The Saffron-crowned Tanager is very confusing, since its plumage coloration can change a lot depending on the prevailing light. One thing that not changes and that really identifies this species is the yellow head with black mask. The body is either turquoise with green patches, or light green with turquoise patches. Whichever the color seen, it has a spotted appearance on the back and black wing feathers with turquoise/green linings. The belly and vent are white. In terms of body shape, it is very similar to the Gold Tanager, but with a very different coloration; this made them unmistakable even though they often shared the same feeder at Finca Alejandría.
This bird is a beauty, one that we can find in some spots around Costa Rica like Cinchona and Braulio Carrillo. I first met it during this trip to Colombia in Finca Alejandría, where a pair of this species would come and go from the feeders frequently. It is bigger than most tanagers, however it is rather small when compared with how I imagined it. It is the sole species of the Eubucco genus that is found in Costa Rica, with Colombia also hosting the Lemon-throated Barbet. They are related to the toucans, and as such they eat a lot of fruit, however they do not share the Toucan’s behavior of raiding other birds’ nests for eggs and hatchlings. The male and female only share the green body and yellowish beak, with the male having a red face with a white ring separating it from the back, a belly that transitions from deep orange to yellow as it goes down, and flanks that are streaked green and light yellow. On the other hand, the female features a black face with light blue cheeks, orange half hood and patch on the chest, light yellow belly and again streaked flanks in green and light yellow.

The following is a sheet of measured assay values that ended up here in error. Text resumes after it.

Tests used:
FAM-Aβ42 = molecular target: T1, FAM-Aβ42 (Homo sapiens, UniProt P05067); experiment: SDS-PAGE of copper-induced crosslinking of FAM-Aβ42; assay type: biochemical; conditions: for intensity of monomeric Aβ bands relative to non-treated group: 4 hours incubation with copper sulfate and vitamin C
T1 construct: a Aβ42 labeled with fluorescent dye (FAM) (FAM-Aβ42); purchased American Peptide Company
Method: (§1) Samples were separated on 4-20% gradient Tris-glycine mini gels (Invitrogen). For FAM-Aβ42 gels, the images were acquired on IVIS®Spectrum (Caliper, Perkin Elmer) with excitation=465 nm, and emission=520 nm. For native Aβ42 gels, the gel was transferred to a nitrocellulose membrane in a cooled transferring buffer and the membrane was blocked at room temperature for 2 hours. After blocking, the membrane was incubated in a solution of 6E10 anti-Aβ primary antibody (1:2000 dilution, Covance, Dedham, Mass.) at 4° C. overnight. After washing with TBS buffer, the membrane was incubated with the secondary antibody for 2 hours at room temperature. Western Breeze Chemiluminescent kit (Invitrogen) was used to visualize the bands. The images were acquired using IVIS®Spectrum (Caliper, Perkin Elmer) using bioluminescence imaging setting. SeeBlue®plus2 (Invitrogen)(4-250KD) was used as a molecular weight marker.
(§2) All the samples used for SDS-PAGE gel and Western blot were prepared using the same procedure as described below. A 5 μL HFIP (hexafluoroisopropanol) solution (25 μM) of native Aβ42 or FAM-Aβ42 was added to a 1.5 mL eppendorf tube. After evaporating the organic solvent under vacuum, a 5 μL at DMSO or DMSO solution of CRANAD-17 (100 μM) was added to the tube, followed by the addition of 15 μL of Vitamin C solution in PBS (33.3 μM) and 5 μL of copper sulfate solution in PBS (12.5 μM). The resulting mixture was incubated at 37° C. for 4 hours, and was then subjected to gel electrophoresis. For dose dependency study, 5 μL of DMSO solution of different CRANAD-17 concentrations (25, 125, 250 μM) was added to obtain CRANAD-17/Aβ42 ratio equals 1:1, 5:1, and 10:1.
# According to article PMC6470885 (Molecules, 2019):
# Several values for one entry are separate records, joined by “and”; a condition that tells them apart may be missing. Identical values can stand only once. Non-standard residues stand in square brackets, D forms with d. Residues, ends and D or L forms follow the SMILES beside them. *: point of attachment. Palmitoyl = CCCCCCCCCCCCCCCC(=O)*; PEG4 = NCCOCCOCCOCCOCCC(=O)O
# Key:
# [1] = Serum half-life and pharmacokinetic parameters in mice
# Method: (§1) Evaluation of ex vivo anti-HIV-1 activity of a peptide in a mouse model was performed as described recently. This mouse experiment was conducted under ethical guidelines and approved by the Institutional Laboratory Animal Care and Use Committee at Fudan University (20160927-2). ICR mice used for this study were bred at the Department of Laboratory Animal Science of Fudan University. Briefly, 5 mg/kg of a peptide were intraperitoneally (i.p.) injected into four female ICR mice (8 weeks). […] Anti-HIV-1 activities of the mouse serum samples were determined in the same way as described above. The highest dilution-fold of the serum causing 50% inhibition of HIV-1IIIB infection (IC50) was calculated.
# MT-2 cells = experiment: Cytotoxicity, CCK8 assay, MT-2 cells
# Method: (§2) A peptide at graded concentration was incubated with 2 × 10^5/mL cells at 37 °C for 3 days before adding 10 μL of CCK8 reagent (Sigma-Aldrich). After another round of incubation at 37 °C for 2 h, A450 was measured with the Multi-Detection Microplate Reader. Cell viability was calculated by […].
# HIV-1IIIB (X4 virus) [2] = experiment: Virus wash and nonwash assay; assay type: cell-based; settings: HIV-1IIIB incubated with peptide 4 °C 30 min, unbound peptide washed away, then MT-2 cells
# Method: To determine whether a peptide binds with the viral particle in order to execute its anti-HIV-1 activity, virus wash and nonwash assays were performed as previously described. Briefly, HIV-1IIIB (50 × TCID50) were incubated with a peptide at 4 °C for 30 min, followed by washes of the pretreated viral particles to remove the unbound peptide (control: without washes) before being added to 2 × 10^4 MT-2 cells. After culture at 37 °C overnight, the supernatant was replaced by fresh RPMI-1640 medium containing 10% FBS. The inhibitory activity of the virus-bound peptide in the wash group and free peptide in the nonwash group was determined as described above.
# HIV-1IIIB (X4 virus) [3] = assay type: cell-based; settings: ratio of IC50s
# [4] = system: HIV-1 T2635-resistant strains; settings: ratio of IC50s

The Purplish-mantled Tanager was a great sight as we traveled down the trail at Tatama National Park. We were in search of the Gold-ringed Tanager, an endemic specialty of the zone, however this tanager also surprised us a few times with its presence. Its body is blue, with a heavier tone on the face, chest and head, and has a bright yellow-orange throat that creates a lot of contrast. The bill is short but wide. Its diet is mainly composed of insects, however it also eats some of the berries found on the mossy forest that covers the medium elevations of Pereira. They inhabit the cloud forests of the Andes and forage at a relatively low height. They move very rapidly from branch to branch.